What age did you stop getting chocolate eggs for Easter? I’d let you know, but I’m 24 and my dad still buys them for me and My Official Treat Taster every year. Whilst I could happily polish off six or more large Easter eggs over the course of Easter weekend when I was younger (I was a rather uhh… greedy, chubby child) I can’t even manage half of an Easter egg in one sitting now, which is why I love making my own smaller ones.
Instead of being made from an intimidatingly large chunk of chocolate, these homemade Easter eggs have a thin milk chocolate coating and a cloud-like fluffy marshmallow centre. Sure, chocolate is one of my favourite things of all time, but even I don’t love it enough to gorge on chocolate eggs the size of my head. I think devouring a giant chocolate egg is one of those things that sounds so much better in your head than it is in real life, you know?
Anyway, I’ve always wanted to make my own homemade Easter candy, but I never seem to be able to get Easter egg-shaped moulds where I live. For you lucky guys in the US, Amazon sells some awesome Easter egg moulds in loads of different sizes. So since I couldn’t get my hands on a mould, I needed to make my own. Thankfully, I came across this post from Butter with a Side of Bread which shows you exactly how to make your own Easter egg-shaped moulds with flour. Awesome, right?
I decorated my homemade chocolate Easter eggs with Neon Glitter Icing which you can, again, get on Amazon. But you can use anything that you like to decorate them with. Small candies, more melted chocolate, coloured sugar, sprinkles (how amazing would these look covered in sprinkles?!) or just leave them plain and go for the traditional look.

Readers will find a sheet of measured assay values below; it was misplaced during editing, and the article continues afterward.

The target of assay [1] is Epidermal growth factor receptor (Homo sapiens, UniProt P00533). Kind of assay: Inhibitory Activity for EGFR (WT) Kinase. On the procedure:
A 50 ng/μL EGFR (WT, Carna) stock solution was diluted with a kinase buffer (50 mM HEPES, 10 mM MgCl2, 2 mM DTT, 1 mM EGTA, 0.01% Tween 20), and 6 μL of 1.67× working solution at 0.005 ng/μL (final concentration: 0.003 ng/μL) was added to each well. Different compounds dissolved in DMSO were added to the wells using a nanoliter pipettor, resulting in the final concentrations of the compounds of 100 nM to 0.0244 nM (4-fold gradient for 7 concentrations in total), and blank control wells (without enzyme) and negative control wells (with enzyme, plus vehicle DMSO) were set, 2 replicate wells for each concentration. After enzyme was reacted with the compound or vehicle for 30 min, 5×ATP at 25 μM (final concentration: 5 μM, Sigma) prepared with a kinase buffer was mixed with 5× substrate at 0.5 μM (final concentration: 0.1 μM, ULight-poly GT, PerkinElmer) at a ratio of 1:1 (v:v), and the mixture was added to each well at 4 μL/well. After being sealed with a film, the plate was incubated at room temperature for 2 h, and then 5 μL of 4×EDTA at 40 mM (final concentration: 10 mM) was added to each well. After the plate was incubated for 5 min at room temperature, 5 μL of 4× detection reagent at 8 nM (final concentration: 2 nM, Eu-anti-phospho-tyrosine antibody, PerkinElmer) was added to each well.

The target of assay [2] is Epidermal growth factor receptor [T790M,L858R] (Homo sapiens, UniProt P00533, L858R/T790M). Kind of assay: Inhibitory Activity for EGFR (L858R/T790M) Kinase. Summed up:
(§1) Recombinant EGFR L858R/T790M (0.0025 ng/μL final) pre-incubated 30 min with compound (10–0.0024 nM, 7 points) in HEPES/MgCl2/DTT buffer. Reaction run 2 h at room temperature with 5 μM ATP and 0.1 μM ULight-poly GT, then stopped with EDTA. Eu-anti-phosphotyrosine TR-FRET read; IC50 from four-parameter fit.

How do you plan on decorating your homemade Easter eggs?
- 1/2 batch homemade marshmallow batter
- 1/2 cup milk chocolate chips
- 1 tablespoon room temperature oil
- glitter writing icing
- Scoop a load of flour into 2 deep baking or roasting trays. Use an Easter egg-shaped decoration to make 12 imprints into the flour. Only press the Easter egg half way into the flour - it won't work if you press it in fully. These imprints will act as your marshmallow moulds.
- Follow the homemade marshmallows recipe (linked to in the ingredients section) up until the point where you pour the gooey mixture into the square tin.
- Instead, pour the marshmallow mixture into the flour moulds. Don't be generous - fill to just under the mould's rim.
- Gently sprinkle more flour on top of the marshmallow eggs until they're completely covered and leave overnight to set.
- In the morning, remove the eggs from their moulds (the flour you used is perfectly okay to scoop back in your container and use again for baking) and dust off the excess flour.
- Place the milk chocolate chips into a microwave-safe bowl and cook in the microwave for 2-3 minutes until melted. Remember to remove the chocolate every 30 seconds and stir to make sure it doesn't burn.
- When melted, pour in 1 tablespoon of oil and stir. You're looking for a pourable consistency which will stick to the marshmallows. If you chocolate is still too thick, add a touch more oil until it's right.
- Dip the flat side of each marshmallow into the melted chocolate and place chocolate-side-down on a plate lined with parchment paper.
- Place all the chocolate-lined Easter eggs in the fridge for 30 minutes, until the chocolate sets.
- Remove the eggs from the fridge and dip the rounded side into the melted chocolate, making sure all the marshmallow centre is covered up.
- Return the eggs to the fridge for another 30-60 minutes, until the chocolate has set.
- Decorate with glitter writing icing and leave to set for a final 30 minutes before enjoying or storing.
These Easter eggs store perfectly at room temperature or in the fridge inside a sealed container for up to one week.
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